between one member of the home circle and another. I am inclined to
think that the social conceptions, for example, that are accepted in a
child's home world are very rarely shaken in afterlife. People who have
been brought up in households where there is an organized under-world
of servants are incurably different in their social outlook from those
who have passed a servantless childhood. They never quite emancipate
themselves from the conception of an essential class difference, of a
class of beings inferior to themselves. They may theorise about
equality--but theory is not belief. They will do a hundred things to
servants that between equals would be, for various reasons, impossible.
The Englishwoman and the Anglicised American woman of the more
pretentious classes honestly regards a servant as physically, morally,
and intellectually different from herself, capable of things that would
be incredibly arduous to a lady, capable of things that would be
incredibly disgraceful, under obligations of conduct no lady observes,
incapable of the refinement to which every lady pretends. It is one of
the most amazing aspects of contemporary life, to converse with some
smart, affected, profoundly uneducated, flirtatious woman about her
housemaid's followers. There is such an identity; there is such an
abyss. But at present that contrast is not our concern. Our concern at
present is with the fact that the social constitution of the home
almost invariably shapes the fundamental social conceptions for life,
just as its average temperament shapes manners and bearing and its
moral tone begets moral predisposition. If the average sensual man of
our civilization is noisy and undignified in his bearing, disposed to
insult and despise those he believes to be his social inferiors,
competitive and disobliging to his equals; abject, servile, and
dishonest to those he regards as his betters; if his wife is a silly,
shallow, gossiping spendthrift, unfit to rear the children she
occasionally bears, perpetually snubbing social inferiors and
perpetually cringing to social superiors, it is probable that we have
to blame the home, not particularly any specific class of homes, but
our general home atmosphere, for the great part of these
characteristics. If we would make the average man of the coming years
gentler in manner, more deliberate in judgment, steadier in purpose,
upright, considerate, and free, we must look first to the possibility
of improving the tone and quality of the average home.

Now the substance and constitution of the home, the relations and order
of its various members, have been, and are, traditional. But it is a
tradition that has always been capable of modification in each
generation. In the unlettered, untravelling past, the factor of
tradition was altogether dominant. Sons and daughters married and set
up homes, morally, intellectually, economically, like those of their
parents. Over great areas homogeneous traditions held, and it needed
wars and conquests, or it needed missionaries and persecutors and
conflicts, or it needed many generations of intercourse and filtration
before a new tradition could replace or graft itself upon the old. But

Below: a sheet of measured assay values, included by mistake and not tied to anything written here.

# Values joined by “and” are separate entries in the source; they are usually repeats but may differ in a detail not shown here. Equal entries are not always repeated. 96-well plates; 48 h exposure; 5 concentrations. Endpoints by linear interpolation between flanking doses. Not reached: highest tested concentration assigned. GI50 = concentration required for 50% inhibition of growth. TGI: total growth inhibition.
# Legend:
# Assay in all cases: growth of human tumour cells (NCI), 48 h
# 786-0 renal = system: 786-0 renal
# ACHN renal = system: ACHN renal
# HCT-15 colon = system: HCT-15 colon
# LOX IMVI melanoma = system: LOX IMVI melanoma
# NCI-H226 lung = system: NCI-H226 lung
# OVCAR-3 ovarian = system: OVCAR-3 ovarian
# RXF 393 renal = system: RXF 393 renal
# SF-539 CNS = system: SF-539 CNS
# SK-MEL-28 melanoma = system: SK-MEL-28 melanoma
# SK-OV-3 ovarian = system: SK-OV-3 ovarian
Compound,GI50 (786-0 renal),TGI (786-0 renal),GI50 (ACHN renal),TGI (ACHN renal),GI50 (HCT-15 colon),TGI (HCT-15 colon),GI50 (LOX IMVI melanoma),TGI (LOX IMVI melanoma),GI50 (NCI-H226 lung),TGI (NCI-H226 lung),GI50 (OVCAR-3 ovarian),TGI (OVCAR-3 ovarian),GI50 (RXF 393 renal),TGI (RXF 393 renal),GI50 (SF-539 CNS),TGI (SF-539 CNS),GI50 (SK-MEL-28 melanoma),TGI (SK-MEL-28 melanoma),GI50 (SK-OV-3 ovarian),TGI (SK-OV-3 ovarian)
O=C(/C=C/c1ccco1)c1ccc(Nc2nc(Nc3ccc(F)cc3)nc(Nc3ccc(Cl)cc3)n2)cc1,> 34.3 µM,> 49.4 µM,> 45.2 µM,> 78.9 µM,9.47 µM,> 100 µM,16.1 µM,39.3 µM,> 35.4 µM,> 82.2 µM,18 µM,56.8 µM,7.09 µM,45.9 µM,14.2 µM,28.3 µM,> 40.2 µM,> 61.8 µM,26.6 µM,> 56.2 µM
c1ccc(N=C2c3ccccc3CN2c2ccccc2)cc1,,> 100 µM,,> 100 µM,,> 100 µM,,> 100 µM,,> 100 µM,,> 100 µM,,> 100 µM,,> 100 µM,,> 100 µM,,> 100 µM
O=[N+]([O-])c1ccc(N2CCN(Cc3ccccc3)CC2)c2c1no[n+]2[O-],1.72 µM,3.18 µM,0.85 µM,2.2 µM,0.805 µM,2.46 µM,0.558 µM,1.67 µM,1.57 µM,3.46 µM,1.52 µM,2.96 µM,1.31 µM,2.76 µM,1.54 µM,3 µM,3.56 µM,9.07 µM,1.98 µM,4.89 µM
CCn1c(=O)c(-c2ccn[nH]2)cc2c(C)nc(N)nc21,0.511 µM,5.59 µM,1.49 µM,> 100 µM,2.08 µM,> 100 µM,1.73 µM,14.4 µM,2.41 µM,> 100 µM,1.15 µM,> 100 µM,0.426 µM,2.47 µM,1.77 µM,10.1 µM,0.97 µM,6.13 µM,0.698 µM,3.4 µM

in the past hundred years or so the home conditions of the children of
our English-speaking population have shown a disposition to break from
tradition under influences that are increasing, and to become much more
heterogeneous than were any home conditions before. The ways in which
these modifications of the old home tradition have arisen will indicate
the means and methods by which further modifications may be expected
and attempted in the future.

Modification has come to the average home tradition through two
distinct, though no doubt finally interdependent channels. The first of
these channels is the channel of changing economic necessities, using
the phrase to cover everything from domestic conveniences at the one
extreme to the financial foundation of the home at the other, and the
next is the influx of new systems of thought, of feeling, and of
interpretation about the general issues of life.

There are in Great Britain three main interdependent systems of home
tradition undergoing modification and readjustment. They date from the
days before mechanism and science began their revolutionary
intervention in human affairs, and they derive from the three main
classes of the old aristocratic, agricultural, and trading state,
namely, the aristocratic, the middle, and the labour class. There are
local, there are even racial modifications, there are minor classes and
subspecies, but the rough triple classification will serve. In America
the dominant home tradition is that of the transplanted English middle
class. The English aristocratic tradition has flourished and faded in
the Southern States; the British servile and peasant tradition has
never found any growth in America, and has, in the persons of the Irish
chiefly, been imported in an imperfect condition, only to fade. The
various home traditions of the nineteenth century immigrants have
either, if widely different, succumbed, or if not very different
assimilated themselves to the ruling tradition. The most marked non-
British influence has been the intermixture of Teutonic Protestantism.